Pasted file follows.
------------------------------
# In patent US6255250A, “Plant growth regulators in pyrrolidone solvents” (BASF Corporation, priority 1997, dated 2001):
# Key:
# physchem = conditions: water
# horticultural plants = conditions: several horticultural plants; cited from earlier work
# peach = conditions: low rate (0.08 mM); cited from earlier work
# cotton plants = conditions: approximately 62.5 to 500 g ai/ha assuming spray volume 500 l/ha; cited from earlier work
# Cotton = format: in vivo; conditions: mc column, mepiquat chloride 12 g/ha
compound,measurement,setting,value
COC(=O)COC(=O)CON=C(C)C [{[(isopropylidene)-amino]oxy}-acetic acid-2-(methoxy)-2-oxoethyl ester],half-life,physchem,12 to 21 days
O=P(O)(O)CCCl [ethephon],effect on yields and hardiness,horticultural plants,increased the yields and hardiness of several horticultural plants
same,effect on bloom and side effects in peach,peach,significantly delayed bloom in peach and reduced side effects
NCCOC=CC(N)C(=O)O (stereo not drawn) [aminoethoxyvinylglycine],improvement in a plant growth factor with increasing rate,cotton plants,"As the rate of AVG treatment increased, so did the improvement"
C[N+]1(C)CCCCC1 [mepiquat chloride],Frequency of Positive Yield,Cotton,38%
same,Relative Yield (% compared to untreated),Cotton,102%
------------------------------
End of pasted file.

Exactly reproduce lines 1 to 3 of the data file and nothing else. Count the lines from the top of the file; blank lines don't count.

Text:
# In patent US6255250A, “Plant growth regulators in pyrrolidone solvents” (BASF Corporation, priority 1997, dated 2001):
# Key:
# physchem = conditions: water